The cost of unequal access: Why and how to democratize coaching
- 4 Min Read
Coaching is often seen as a perk reserved for top executives or struggling employees. But as organizations face challenges such as high turnover, low engagement, and the need to develop talent at all levels, democratizing coaching could be the key to unlocking potential and improving retention.
If you’ve ever received coaching from an external party on workplace issues and opportunities, you have likely said to yourself that everyone should benefit from the space, open questions, support, and challenge that it provides.
However, most organizations only provide coaching to senior colleagues, talent, and leaders at the top. Companies use it to support succession, as a reward when achieving a promotion, and very occasionally as a remedial intervention.
Part of the reason that coaching is reserved for a select few is that it is not cheap, and rightly so. Coaches have extensive training and expertise, help you achieve your goals, and provide a bespoke one-to-one relationship.
Consider the current context. The great resignation is driving high turnover in many organizations. There is a loss of engagement from staff and inconsistent performance. There is also a renewed focus on inclusivity and a rapid pace of change.
Democratizing coaching so that it is not just available to a select few in your organization, but to everyone, is a vital part of the answer to developing, retaining, and unlocking the potential in your staff.
Here are six ways to democratize coaching in your organization.
1. Establish group coaching
Group coaching is an effective way to begin to democratize coaching in organizations. It can stimulate constructive change and an entrepreneurial outlook in staff. What’s more, it breaks down a silo mentality among departments. It encourages peer consultation and collaboration. It can integrate professional development and performance.
This makes it a good option for those who want to build and accelerate the organization’s learning capacity and share intelligence across generations and levels of employees. As it is not one-to-one, you can impact more individuals for the same budget. But you must seek a coach that is skilled at managing group dynamics.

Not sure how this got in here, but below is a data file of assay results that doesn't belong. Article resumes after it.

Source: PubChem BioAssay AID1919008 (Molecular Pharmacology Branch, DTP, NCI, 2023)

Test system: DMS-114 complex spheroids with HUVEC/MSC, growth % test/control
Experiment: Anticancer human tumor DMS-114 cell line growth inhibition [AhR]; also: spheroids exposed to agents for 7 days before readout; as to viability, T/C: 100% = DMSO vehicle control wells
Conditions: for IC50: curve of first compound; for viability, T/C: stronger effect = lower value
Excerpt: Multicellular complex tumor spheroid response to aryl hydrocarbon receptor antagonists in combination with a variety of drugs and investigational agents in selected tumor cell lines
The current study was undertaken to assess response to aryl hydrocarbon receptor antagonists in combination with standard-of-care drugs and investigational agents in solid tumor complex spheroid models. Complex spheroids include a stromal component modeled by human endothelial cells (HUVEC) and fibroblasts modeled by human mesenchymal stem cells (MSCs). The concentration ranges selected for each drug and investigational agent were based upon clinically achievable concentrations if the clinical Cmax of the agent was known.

2. Leverage emerging technology
Coaching went online during the global pandemic. For most coaches, it has stayed that way. It has proved to be a time and cost-efficient approach. Use the vast array of tools now available to automate routine processes such as scheduling sessions, tracking goals, sending invoices, and storing coaching notes.
Technology can also provide the tools needed to gauge impact. Consider using platforms that connect staff to coaches for just-in-time coaching or internal supporting materials and enable tracking by the organization
Limited artificial intelligence coaching is also on the market, usually via chatbots and on extremely specific topics. At present artificial reality is likely to complement and sustain real-life coaching rather than replace it.
3. Embrace diversity coaching
Historically, there has been little diversity in the coaching field. But this is changing.
Part of democratizing coaching is ensuring that your staff has a diverse range of coaches to choose from. Many employees require coaches whose lived experience reflects their own.
It is unrealistic to expect your coaches to always belong to the same demographic as those at the top of the organization whilst possessing the expertise you need. Part of the work of democratizing coaching in your organization is understanding that you may need to diversify your criteria for coaches. Organizations like the diverse executive coach directory are springing up to aid the process.
4. Employ managers who coach
A coaching culture improves not only the way employees interact with each other but also the interactions they have with customers and potential clients. Building conversational and coaching skills daily can enable radical organizational transformation as well as increase staff retention. These skills should be in all your manager’s toolkits.
5. Use internal coaches
Internal coaches understand the organization’s culture and processes better than their external counterparts.
Because of their immersion in the organization’s culture, they know what kind of training programs and coaching methods are best for the organization and its employees. They are also a sustainable way of employing coaching in your organizations. A drawback of using internal coaches is confidentiality. This safety can be more difficult to nurture when working with internal coaches. The point is to use the right balance and blend for your company and people.
6. Run one-off sessions
A final approach is to offer fewer sessions. A typical relationship consists of six sessions over six months. Many organizations are beginning to offer one-off sessions, with a maximum of two follow on sessions if needed. Organizations are also being specific on topics coaches should focus on, be it well-being or managing people. While not ideal, it does mean that as many staff as experience the sessions as possible.
Whatever you do to democratize coaching in your organization, ensure that you measure its impact so that you can understand what works and do more of it.
Jenny Garrett OBE is an award-winning career coach, leadership trainer, speaker & author of Equality vs Equity: Tackling Issues of Race in the Workplace.